UCD Professor Gerardine Meaney Awarded €2.5 million in European Research Funding
28th April 2020
Professor Gerardine Meaney, an expert on the application of new digital methodologies to humanities research at University College Dublin (UCD), was recently awarded a prestigious European Research Council (ERC) Advanced Grant of €2.5 million for a study focused on migration and culture.
The 5-year study will involve text analysis of nearly 36,000 books, in the British Library Nineteenth Century Corpus, and shared by them in digital format with the research team. The study will use big data to address a key unanswered societal question – how does migration impact on the cultural identity of both migrant and host communities in the historical long-term?
Professor Meaney is one of two Irish women to be awarded an ERC Advanced Grant recently – the first two women in Ireland in any discipline to gain such an award. The second Irish woman to receive the Grant, is Professor Orla Muldoon, University of Limerick.
The Advanced Grant will also result in the establishment of 10 new research positions (PhD students, post-doctoral researchers, a research technologist and a research assistant) at UCD.
Professor Meaney is a Professor of Cultural Theory in the UCD School of English, Drama and Film, and the Director of the UCD Centre for Cultural Analytics and her study is entitled, ‘European Migrants in the British Imagination: Victorian and Neo-Victorian Culture (VICTEUR)’.
Dr. Derek Greene, an Assistant Professor in the UCD School of Computer Science, and an expert in the field of machine learning, will collaborate with Professor Meaney on this study. Dr Greene is also a Funded Investigator at the Insight SFI Research Centre for Data Analytics at UCD, which will provide computational support for the project.
Victorian Britain was much more diverse than we assume today. It was the target destination for large numbers of migrants from across Europe fleeing war, political turmoil and economic deprivation.
The VICTEUR study will combine data analytics and literary criticism to investigate representations of migrants and by migrants in Victorian fiction. The primary Victorian case studies will be Irish, Italian and Eastern European Jewish migrants. The study will also analyse continuities and changes in the representation of migration in neo-Victorian global transmedia in the 21st century.
While Britain provides a fascinating example, the aim of the study is to develop a new trans historical and intra-national model for understanding migration as a key driver of cultural development at the interface of gender, ethnicity and demography.
Professor Gerardine Meaney said, “I am delighted to have been awarded this ERC Advanced Grant which will allow me and the team to identify the long term impact of immigration on Victorian culture and the influence of Victorian attitudes in the 21st century.”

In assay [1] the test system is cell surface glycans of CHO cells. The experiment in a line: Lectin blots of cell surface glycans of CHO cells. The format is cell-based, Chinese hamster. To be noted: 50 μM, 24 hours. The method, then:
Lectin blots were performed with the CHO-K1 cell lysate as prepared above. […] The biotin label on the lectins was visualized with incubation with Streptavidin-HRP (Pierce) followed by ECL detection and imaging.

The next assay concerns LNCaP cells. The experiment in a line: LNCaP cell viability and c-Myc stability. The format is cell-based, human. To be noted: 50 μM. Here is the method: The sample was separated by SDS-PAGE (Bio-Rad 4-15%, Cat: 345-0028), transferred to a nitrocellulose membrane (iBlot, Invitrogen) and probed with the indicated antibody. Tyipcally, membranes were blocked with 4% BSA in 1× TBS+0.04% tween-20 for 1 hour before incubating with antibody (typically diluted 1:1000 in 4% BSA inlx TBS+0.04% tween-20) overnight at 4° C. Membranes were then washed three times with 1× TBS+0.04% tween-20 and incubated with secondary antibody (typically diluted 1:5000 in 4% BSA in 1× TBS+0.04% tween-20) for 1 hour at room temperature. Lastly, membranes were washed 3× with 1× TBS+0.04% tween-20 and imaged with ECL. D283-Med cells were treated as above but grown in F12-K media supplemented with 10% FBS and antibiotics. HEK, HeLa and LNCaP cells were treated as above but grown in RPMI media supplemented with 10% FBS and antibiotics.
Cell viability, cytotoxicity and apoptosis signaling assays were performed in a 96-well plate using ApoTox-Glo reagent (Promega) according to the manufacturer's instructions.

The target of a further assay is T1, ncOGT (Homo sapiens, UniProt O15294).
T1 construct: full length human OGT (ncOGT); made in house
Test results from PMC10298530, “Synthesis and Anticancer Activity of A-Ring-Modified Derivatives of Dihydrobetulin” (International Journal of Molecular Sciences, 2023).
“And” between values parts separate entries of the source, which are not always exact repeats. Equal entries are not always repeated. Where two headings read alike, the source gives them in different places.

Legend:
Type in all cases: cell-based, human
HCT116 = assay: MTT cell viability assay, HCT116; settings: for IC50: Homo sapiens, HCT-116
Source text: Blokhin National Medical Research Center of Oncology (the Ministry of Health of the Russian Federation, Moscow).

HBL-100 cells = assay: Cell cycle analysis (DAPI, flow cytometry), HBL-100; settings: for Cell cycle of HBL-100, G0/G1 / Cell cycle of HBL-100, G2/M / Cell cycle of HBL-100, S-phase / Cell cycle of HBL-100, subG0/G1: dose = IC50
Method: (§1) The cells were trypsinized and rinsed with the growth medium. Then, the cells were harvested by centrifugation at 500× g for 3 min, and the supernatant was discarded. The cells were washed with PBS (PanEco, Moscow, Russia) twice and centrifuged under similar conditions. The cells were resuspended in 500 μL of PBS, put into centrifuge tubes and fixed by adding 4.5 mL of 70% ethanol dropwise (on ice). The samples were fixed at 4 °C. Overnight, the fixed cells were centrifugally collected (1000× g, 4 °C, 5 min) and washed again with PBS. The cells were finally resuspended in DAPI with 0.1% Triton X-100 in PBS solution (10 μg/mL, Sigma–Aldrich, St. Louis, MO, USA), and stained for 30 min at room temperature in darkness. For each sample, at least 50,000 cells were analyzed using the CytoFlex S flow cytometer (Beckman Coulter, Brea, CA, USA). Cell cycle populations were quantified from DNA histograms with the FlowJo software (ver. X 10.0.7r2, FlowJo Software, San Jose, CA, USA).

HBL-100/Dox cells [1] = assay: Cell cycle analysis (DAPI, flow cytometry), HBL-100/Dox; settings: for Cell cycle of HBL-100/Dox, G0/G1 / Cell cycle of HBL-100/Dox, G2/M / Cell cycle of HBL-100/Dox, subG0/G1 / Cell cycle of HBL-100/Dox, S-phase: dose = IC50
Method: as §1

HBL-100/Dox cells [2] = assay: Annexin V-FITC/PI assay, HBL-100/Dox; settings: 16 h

“The project will address these questions through analysis of a very large scale dataset, but it is ultimately concerned with the potential of literature to create a shared culture, to allow us to re-imagine and re-write the stories we tell ourselves about who we were, who we are and who we might become.”
“The project will also examine in detail the relationship between gender and national and ethnic identities within the texts and the impact of authorial gender on representations of migrants by British and migrant writers.”
Professor Meaney is one of 185 top researchers and scientists from across Europe, who between them will receive ERC Advanced Grants worth a total of €450 million, as part of the Horizon 2020 research and innovation programme. This funding will give recipients the opportunity to build up their teams and have far-reaching impact. ERC Advanced Grants are awarded under the ‘excellent science pillar’ of Horizon 2020 and awardees are exceptional leaders in their field with track records of significant research achievements in the last ten years.
Professor Orla Feely, UCD Vice-President for Research, Innovation and Impact said, “Congratulations to Professor Gerardine Meaney on securing this highly competitive and prestigious ERC Advanced Grant. Her project, conducted in collaboration with Dr Derek Greene, is an excellent example of how digital techniques can be combined with humanities research, and how examination of the past can illuminate the present.”
Mariya Gabriel, European Commissioner for Innovation, Research, Culture, Education and Youth, said, “Europe’s future depends on science and research. The crisis we face today reminds us how important it is to listen to scientific advice, and to allow the research community to help us prepare for the challenges of the future. By supporting frontier research, the EU enables our brightest scientists to push the frontiers of knowledge for the long-term benefit of all. We don’t know from where the next scientific breakthroughs may come, how they could be inspired, and what challenges lie ahead of us. That is why we have the European Research Council as a vital component of the EU’s Horizon 2020 programme.”